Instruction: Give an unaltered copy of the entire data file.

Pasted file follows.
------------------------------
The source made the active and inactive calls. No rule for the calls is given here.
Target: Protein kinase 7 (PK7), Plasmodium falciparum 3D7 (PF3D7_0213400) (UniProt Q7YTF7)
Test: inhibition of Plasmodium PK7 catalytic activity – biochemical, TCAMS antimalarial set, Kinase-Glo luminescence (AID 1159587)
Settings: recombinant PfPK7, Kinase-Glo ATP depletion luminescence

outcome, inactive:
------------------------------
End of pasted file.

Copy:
The source made the active and inactive calls. No rule for the calls is given here.
Target: Protein kinase 7 (PK7), Plasmodium falciparum 3D7 (PF3D7_0213400) (UniProt Q7YTF7)
Test: inhibition of Plasmodium PK7 catalytic activity – biochemical, TCAMS antimalarial set, Kinase-Glo luminescence (AID 1159587)
Settings: recombinant PfPK7, Kinase-Glo ATP depletion luminescence

outcome, inactive: